-By Kranti Karande
A large number of micro-organisms are present in the soil ecosystem. There is a popular phrase that, microbes in a handful of soil are more in number compared to the total number of human beings that have ever existed on this planet. Soil life consists of microbes, nematodes, earthworms, ants, other insects, etc. With an estimated 100 billion bacteria that can be found in a handful of soil, it is the largest group of organism in this life-sustaining ecosystem. It is an astonishing reality that this handful of soil contains about 500 individual species of fungi and its mycelium can run up to 50 km in length. Staggering, isn’t it!
Among microbes, bacteria are present in large number in soil. Soil bacteria are mainly responsible for nitrogen fixation. Actinomyecetes, a group of bacteria break large lignin molecules into small molecules. Although not as commonly abundant as bacteria, fungi also significantly contribute in soil health by decomposing organic matter and nutrient recycling. Microbes contribute to soil in various ways by increasing its fertility, aggregation ability and by fixing nitrogen.
Soil ecosystem plays an important role in cultivating high yielding crops. Microbes being the major community of the soil, it is important to study them in order to conserve and nurture soil ecosystem. Studying soil microbes will help in increasing soil fertility and indirectly will contribute for betterment of farmers’ lives and for betterment of society.
Isn’t it interesting to study how these tiny microbes contribute in overall plant health? The very first interaction between plants and microorganisms occurs in soil. Every plant is associated with a unique rhizosphere (root microbial community). The rhizosphere microbial community is selected from large number of microorganisms present in the soil. The symbiotic association (beneficial for both) between rhizosphere and plant leads to complex interactions contributing to plant growth.
The interactions between these three components: plants, microbes and soil system play a critical role in maintaining health of the plant. However, the complexity of these interactions is not yet clear. Research group led by Dr. Kamlesh Jangid at NCMR, NCCS Pune is trying to understand this complex interaction.
Animals call for help when in need, but can you imagine how bacteria might be communicating with each other, especially in the complex soil ecosystem? You may wonder whether they use mobile phones. Not really, but they do have a very advanced communication system. Bacteria produce and release signalling molecules called as Auto inducers (AIs), which are then sensed by neighbouring organisms enabling them to differentiate between self and non-self. Isn’t it fascinating? This mechanism of cell-to-cell communication is known as quorum sensing.
While the mechanism was first discovered in 1970s by the team of Kenneth Nealson, Terry Platt and J. Woodland Hastings, it was not until 1994 that the term “quorum” was associated with this density-dependant mechanism by Fuqua , Winans and Greenberg. Quorum is a mechanism by which bacteria plan and fine-tune their actions as a group rather than as individual cells, thus co-ordinating gene expression and overall microbial population behaviour. Dr. Jangid’s group is discovering the presence of this mechanism across the bacterial community in soils. Studying this mechanism will help the scientific community to better understand the gene regulation in the soil microbes and will answer the questions related to their functional roles.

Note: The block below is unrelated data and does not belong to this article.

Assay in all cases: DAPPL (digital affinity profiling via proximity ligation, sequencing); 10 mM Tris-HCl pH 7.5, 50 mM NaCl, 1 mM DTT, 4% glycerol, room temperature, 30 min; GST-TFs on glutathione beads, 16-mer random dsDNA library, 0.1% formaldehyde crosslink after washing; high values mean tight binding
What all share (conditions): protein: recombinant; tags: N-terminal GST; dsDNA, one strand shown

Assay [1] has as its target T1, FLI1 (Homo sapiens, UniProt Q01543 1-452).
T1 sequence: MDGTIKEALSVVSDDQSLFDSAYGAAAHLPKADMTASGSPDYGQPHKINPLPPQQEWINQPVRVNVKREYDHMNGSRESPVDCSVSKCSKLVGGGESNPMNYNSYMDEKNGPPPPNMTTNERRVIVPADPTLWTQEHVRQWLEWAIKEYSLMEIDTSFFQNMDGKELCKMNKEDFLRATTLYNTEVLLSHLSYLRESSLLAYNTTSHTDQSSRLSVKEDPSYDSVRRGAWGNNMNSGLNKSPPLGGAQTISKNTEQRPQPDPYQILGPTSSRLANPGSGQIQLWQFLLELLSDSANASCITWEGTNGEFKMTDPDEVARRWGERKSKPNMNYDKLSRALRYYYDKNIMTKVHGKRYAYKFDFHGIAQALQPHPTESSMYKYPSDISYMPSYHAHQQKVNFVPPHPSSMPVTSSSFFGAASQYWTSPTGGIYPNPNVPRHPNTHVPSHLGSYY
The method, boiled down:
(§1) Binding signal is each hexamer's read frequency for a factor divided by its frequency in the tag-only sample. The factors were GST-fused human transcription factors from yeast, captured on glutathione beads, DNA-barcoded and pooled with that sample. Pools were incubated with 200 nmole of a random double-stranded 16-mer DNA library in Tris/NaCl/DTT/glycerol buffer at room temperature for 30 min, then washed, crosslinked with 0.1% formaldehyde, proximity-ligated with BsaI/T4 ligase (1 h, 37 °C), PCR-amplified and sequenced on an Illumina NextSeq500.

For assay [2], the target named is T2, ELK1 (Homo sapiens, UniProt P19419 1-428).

While studying the most abundant bacteria in soil, affiliated with the phylum Actinobacteria, Dr. Jangid’s group discovered that quorum sensing is extremely under explored partly due to the lack of sensor systems that can detect the huge diversity of AI molecules secreted by this group of bacteria. Specifically, only nine out of the 342 genera in the phylum Actinobacteria are experimentally proven to have this communication mechanism. Dr. Jangid’s group is now developing sensor systems for detecting signalling molecules produced by these bacteria to better understand quorum sensing in this phylum. This research can likely contribute to agricultural, biotechnological, medical and ecological fields.
If we understand the distribution of quorum sensing in soil bacteria, we will be able to modulate soil communities to enhance soil health and increase overall crop productivity. In addition, this will facilitate our understanding of the communication between microbes present in the rhizosphere and why plants are associated with a unique rhizosphere (root microbial community).
It was a great pleasure to interact with Dr. Jangid. In the discussion, Dr. Jangid commented that, “Soil microbiology and bacterial quorum sensing are two separately followed niche fields and their interjection enables us to explore new paths for improving soil health and creating more sustainable agricultural practices. Quorum sensing is also being researched extensively for developing new synthetic analogues that block (or quench) this communication mechanism among pathogenic microbes rather than the conventional anti-microbial drugs in use. The advantage of quorum quenching is that unlike antimicrobial targets, we expect very little to none resurgence towards this approach”.
Link to Dr. Jangid’s lab webpage: https://microbial-lab.org/